Secondly, also childhood economic difficulties were independently associated with physical functioning. This finding was also similar to that observed for CMD.26 Previous studies have suggested that childhood adversities may influence adult health either directly or indirectly through other factors and later circumstances, or by leading to accumulation of disadvantages across the lifecourse.17,18 However, the association between childhood economic difficulties and physical functioning was unaffected by adjustments for current circumstances in this study. Also correlations between childhood economic difficulties and current socio-economic circumstances were low in both cohorts (r = 0.01–0.15). Thus, no pathways between these were found. However, among Helsinki women an educational pathway between past and present circumstances was identified, as the effect of parental education on physical functioning was mediated through own education.

Thirdly, the associations of education, occupational class and household income with physical functioning were affected by adjustments for each other, but in different ways in the two cohorts. In Helsinki, own education was independently associated with physical functioning and partly explained the initial associations of occupational class and household income with physical functioning (results not shown). It has previously been observed in the Helsinki cohort, that education partly explains the associations of occupational class with limiting long-standing illness and self-rated health.6 In London, however, education did not have such effects, whereas occupational class showed a clear association with physical functioning in women and partly explained the effect of household income in both genders (results not shown). The weaker association of occupational class with physical functioning among London men than women may partly be related to attrition, which is discussed below.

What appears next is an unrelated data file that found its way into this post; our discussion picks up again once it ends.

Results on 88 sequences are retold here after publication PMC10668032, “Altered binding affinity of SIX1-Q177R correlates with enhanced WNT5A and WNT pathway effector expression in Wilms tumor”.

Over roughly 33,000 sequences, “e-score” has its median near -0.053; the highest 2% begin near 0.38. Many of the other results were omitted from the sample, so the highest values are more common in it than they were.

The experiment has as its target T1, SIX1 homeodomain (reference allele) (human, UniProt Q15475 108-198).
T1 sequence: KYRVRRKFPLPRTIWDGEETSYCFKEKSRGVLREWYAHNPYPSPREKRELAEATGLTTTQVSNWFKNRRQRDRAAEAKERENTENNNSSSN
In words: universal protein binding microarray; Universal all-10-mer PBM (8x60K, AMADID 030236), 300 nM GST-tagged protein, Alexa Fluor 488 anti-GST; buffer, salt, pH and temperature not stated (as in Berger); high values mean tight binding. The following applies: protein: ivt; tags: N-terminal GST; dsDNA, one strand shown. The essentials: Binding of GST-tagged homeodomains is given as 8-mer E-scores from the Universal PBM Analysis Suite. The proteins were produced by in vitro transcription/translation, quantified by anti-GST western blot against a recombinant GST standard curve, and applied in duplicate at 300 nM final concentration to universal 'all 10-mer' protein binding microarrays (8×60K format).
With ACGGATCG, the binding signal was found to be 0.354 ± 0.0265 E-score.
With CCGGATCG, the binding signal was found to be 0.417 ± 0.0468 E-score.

The differences between the cohorts might be partly related to education being possibly a more important socio-economic determinant in Finland than in Britain. Due to the rapid social structural transformation from an agrarian society of post WWII to urban industrial and service economy in Finland from the 1950s–70s, there has been strong upward social mobility to fill in jobs in the expanding service and public sectors.25 Simultaneously, the educational opportunities of Finns strongly expanded and the previously relatively poorly educated population was by year 2000 one of the best educated nations in Europe.37

Other factors that may cause conventional socio-economic indicators to be somewhat differently associated with physical functioning in Finland than in Britain might be for example a higher employment rate among women, a more universal welfare coverage and smaller income differences in Finland than in Britain.24

One of our aims was to find out whether there are differences by the national context. Previous studies on general and physical health have documented only small differences between Finland and Britain when examining only one socio-economic indicator, usually occupational class or education.3,19–22 Also in our previous study on multiple socio-economic circumstances and CMD the cohorts showed few differences.26 In this study, however, we found both similarities and dissimilarities between the cohorts. The overall importance of economic difficulties and the less pronounced role of the conventional indicators were similar in the two cohorts. Dissimilarities were found in the associations of the conventional indicators with physical functioning and in the related pathways. The divergent results concerning education, occupational class and income may be due to differences between the cohorts in their class composition related to the social and economic historical background, as well as to differences in the occupation types represented. The ways these indicators discriminate people may also differ between the two countries on a more general level. Dissimilarities between the two national contexts, their working life, social policies and welfare state regimes in general may further contribute to the socio-economic patterning and the mechanisms behind.23,25,38